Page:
Home architettura; giardini BG presents GIZIA _Elif Bonelli

BG presents GIZIA _Elif Bonelli

The New Gizia Showroom, Istanbul
Elif Bonelli, Landscape Architect, Botanic Garden, Turkey

The place: The New Gizia Showroom, Istanbul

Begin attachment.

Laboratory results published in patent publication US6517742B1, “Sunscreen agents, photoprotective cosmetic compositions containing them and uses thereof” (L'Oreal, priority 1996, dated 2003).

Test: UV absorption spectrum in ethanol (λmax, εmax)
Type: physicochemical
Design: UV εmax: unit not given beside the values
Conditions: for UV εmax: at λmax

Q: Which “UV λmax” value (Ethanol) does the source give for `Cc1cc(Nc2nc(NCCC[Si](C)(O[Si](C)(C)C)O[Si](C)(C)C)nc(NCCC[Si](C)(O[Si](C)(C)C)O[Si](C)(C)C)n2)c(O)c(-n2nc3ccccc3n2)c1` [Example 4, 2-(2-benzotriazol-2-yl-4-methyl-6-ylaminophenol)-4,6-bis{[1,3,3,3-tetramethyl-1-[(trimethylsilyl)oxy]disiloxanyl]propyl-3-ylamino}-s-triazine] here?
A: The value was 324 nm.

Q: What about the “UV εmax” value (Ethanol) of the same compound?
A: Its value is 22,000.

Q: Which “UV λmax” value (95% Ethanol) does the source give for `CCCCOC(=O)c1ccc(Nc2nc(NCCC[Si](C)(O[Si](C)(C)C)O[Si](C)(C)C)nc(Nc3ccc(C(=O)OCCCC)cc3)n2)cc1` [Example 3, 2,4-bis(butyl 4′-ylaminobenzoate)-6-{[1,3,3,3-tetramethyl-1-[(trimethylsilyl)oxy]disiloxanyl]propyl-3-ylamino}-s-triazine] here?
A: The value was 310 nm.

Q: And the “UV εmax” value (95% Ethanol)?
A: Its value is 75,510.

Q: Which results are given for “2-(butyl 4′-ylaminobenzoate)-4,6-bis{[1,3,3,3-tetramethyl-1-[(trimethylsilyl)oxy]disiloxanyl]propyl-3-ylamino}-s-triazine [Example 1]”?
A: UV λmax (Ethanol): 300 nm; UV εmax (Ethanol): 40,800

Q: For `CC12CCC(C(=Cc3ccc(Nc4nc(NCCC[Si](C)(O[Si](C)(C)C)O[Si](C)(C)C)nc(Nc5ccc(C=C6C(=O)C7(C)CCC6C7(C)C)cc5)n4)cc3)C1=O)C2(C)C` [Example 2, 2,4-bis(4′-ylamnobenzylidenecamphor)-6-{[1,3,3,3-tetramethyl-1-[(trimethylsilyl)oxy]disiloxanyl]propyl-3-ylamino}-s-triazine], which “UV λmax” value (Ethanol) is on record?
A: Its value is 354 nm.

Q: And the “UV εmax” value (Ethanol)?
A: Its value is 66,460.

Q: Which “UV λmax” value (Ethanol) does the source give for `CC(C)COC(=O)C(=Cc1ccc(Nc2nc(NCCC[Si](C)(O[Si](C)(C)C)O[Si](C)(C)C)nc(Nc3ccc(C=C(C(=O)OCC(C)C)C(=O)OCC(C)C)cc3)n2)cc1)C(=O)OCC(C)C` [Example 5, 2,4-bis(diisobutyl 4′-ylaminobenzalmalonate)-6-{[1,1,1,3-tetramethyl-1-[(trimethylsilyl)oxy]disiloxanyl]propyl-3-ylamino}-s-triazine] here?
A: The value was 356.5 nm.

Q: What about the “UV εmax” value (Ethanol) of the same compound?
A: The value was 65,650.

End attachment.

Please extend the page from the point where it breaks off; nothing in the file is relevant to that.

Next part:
Architect:    Arif Ozden, Designer/Interior Architect Landscape Architecture Company: Botanic Garden | www.botanicgarden.com.tr  An overdeveloped megalopolis such as Istanbul severely suffers from   lack of parks. The more the city expands the more green areas we   need in order to sustain a quality urban life. It is easy to find   these areas if you are working in suburbia, but when it comes to the   city center, the crowding of buildings makes it more difficult for a   landscape architect to find the living space to operate. Landscape itself is obstructed by concrete walls that block our   view. The horizontal space is limited and must be dedicated to   living and doing business; gardens are pricey and rare.   It should then be obvious, yet not so common, that the vertical   spaces themselves become an object of landscaping. If city dwellers   do not have the time to lower their eyes to look at the green, it is   time that the garden itself rises to meet their gaze. The Gizia Showroom is a new building of one of the leading   international textile companies in Turkey. The building, an   innovative marvel in itself, is located in an old business area of   Istanbul, crowded and congested. It has no garden area, so the   project was to make a unique work, to solve creatively the problem   of space. The idea of creating a vertical garden was originally   proposed both by the owner and the architectural team as a way to   distinguish and promote the showroom; it was going to be the first   outdoor vertical installation in the entire country.   The small back courtyard on the top of the building is the only   outdoor gathering and hosting place of the showroom. It is open to   the weather but is fully surrounded by high walls, which completely   cover the view and do not offer any relief to the eye. The purpose   of the garden is to smooth the geometry of the space and to give   breath and color to an otherwise somber space.   The vertical garden has been designed on one of the terrace walls   with a 3.5m height and 6.5m width dimension. A steel infrastructure   holds the 22m2 panel attached onto the façade of the wall. Large   slabs of a particular PVC are hung on the steel construction and   these are covered with a fabric where the plants are planted within   deep pockets stuffed with perlite.     The plants on a vertical garden cannot rely on soil from which to   gather their nutrients; the ingenious solution is to plant the bare   roots into perlite, not too dissimilar to the high school exercise   of growing sprouts in cotton.   The fabric and the perlite play the part of soil, evenly spreading   the nutrients to all corners of the wall; relying purely on soil and   water would not work as gravity would finally take its toll,   dragging the life sources of the garden toward the bottom of the   structure. The irrigation system is obviously the heart of the creation as the   nutrients themselves are mixed in a roof tank and distributed on the   sheet with the water by a dosage pump. The linear dripping system   guarantees a continuous supply of water and nutrients through the   porous fabric.   The living structure of the vertical garden is finally covered by a   large blue sheet of stucco net; the purpose of the net is to   increase the carrying capacity of the fabric. Indeed, as the fabric   is organic, in time it might start rotting and let itself down with   the weight of the plants and gravity.   The sheet is colored bright blue in a bold statement of creativity;   the wall does not pretend to be a natural development, but it openly   reminds the viewer of the struggle of mankind to hang on to the   environment, even where it seems impossible to salvage some green   areas.   In time the green will of course expand to cover completely the blue   sheet, but while the wall might appear more ‘natural’ to the   distracted eye, it will always hide in its core the creative act of   this uncanny installation.   We need to be grateful to the private sector for showing the clear   sightedness that allowed us to develop this most innovative piece of   landscaping. It can only be hoped that the municipality will take   the hint and spread these ideas into public areas, starting to cover   a city in green which is often too grey and arid.  Landscape Architect Elif Bonelli

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